Wining, dining and traveling in Castilla y León in Spain

Northern Spain in Castilla y León verified again why the area is so popular with traveling people. Sunshine, beautiful and variable landscape, cultural heritage, buildings, tasteful food and vintage time with wines revealed their best sides to travel agents and journalists on their gastronomy and grape harvest tour in Ávila, Valladolid, Peñafiel and Segovia.
Wine in one the positive necessities that one must experience when travelling in Spain. Diversity, earthiness and softness of Spanish wines are familiar to wine lovers and as well as their quality. Travel agents from Ireland, Scotland, England, Germany and Italy both journalists from USA and Finland had great opportunity to get first hand and newest information about the wine culture and business in Castilla y León and forward it to the travelers.

Harvest time, when grapes are picked, is one of the best opportunities to familiarize wines and viticulture.

Rafael “Rafa” Mancebo Fernández is real and rural winemaker and heart of Garnacha Alto Alberche 7 Navas wines. He tells in a lively manner about the background of their wines. Rafael sums up that eleven people, Navaluenga friends, gathered around an idea that haunted them and they could not allow to happen, to lose their old and wonderful vineyards high Alberche Valley. So they started the work together and have made their wines since 2005.

The winery represents the quality and rural side of Castillo y León wines. Their top wine is 7 Navas Finca Faustina 2008 that comes from grapes that have been picked from vines more that 85 years old at 1100 m above sea level.

Abadia Retuerta winery represents another side of winemaking and total thoroughness. The philosophy is based on making quality wines that reflect the personality of each individual plot/terroir/microterroir. Their aim is to produce terroir wine (vino de pago). Abadias Retuerta’s mission is to be more than on winery, and their goals are hence in a top-level wine tourism. Tourist agents could get a glimpse of that during Land River drive around the vineyards.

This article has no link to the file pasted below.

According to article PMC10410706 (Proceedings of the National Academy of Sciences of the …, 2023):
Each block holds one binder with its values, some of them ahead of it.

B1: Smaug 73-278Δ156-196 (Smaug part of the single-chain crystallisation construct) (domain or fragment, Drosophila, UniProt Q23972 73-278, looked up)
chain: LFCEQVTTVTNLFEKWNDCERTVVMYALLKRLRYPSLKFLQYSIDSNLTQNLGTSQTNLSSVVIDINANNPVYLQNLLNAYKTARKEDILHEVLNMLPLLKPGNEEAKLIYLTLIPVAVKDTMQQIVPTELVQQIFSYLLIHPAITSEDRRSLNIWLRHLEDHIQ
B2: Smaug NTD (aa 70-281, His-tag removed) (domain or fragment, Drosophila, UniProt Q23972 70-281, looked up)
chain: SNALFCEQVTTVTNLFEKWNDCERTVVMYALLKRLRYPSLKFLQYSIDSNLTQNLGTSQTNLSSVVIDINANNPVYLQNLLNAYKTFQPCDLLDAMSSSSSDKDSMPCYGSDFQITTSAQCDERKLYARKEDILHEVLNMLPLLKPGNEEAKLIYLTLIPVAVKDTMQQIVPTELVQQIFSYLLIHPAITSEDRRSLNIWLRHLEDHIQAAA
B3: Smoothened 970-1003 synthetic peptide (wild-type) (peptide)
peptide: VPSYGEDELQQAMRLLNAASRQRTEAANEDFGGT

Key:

What would be a wine trip without a tasting! Here passengers are concentrating to Abadia Retuerta’s quality wines.

One of the highlights of wine tourism is making your own wine. It all starts besides the vines by getting the right equipments, like aprons, cloves, cutters, goggles, hat and basket.

The result is a jug full of red wine juice, firstly sweet but having promising potential alcohol level of 13.5 %.

Food is mandatory in Spain. Nothing goes forward if it is not included. Not to speak about the unforgettable tastes of different dishes. During their gastronomy and grape harvest tour in Castilla y León travelers run into all kinds of meals that were beautifully displayed, traditional, plain and very delicious.

A proper start for a day, among others, is a small bit of Spanish Tortilla de Patatas, à la Paradores Hotel in Ávila. 

Restaurante Puerta de La Reina, La Granja, represents a true and high class place to have a traditional Spanish lunch. The first dish as an appetizer shows how real tastes and setups can be enjoyed with eyes and mouth. Tasting portions on a tray contains Cheese from the Region, Traditional Beans Stew, Scrambled Eggs with Black Pudding from Cantimpalos (Revuelto), Marinated Pintail Salad.